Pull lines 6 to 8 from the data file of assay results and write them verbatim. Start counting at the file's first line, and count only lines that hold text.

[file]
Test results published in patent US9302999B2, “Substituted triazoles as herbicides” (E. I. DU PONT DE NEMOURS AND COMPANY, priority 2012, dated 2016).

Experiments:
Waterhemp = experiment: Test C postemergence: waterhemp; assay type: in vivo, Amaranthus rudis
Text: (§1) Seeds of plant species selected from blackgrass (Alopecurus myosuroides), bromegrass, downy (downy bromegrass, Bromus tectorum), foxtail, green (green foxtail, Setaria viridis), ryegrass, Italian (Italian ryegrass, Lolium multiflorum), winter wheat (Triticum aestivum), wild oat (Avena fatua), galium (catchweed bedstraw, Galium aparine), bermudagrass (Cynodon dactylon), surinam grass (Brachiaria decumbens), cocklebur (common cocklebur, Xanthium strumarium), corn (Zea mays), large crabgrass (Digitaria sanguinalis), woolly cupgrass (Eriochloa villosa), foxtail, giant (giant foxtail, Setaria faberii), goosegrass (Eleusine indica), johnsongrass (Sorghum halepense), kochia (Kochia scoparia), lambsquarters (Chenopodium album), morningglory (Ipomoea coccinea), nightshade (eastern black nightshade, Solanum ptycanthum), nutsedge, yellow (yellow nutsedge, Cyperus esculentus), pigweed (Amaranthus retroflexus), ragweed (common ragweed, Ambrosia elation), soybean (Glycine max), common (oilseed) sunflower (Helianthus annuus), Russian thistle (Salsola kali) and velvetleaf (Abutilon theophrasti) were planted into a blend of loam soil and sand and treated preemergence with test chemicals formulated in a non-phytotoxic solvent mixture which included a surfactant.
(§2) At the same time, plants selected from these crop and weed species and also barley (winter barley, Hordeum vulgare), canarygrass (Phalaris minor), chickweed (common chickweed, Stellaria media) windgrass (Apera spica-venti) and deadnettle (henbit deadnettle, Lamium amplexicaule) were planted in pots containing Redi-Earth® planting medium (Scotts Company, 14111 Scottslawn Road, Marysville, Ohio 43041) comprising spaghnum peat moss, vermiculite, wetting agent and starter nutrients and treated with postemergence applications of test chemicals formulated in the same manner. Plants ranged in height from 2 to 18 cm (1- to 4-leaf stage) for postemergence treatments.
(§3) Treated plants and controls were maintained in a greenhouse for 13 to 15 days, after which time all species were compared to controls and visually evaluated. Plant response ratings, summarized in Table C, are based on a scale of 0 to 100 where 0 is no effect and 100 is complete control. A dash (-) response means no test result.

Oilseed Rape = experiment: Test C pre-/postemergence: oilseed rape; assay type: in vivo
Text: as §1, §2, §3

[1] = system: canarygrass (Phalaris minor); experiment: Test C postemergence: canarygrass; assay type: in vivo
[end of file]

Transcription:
(§3) Treated plants and controls were maintained in a greenhouse for 13 to 15 days, after which time all species were compared to controls and visually evaluated. Plant response ratings, summarized in Table C, are based on a scale of 0 to 100 where 0 is no effect and 100 is complete control. A dash (-) response means no test result.

Oilseed Rape = experiment: Test C pre-/postemergence: oilseed rape; assay type: in vivo
Text: as §1, §2, §3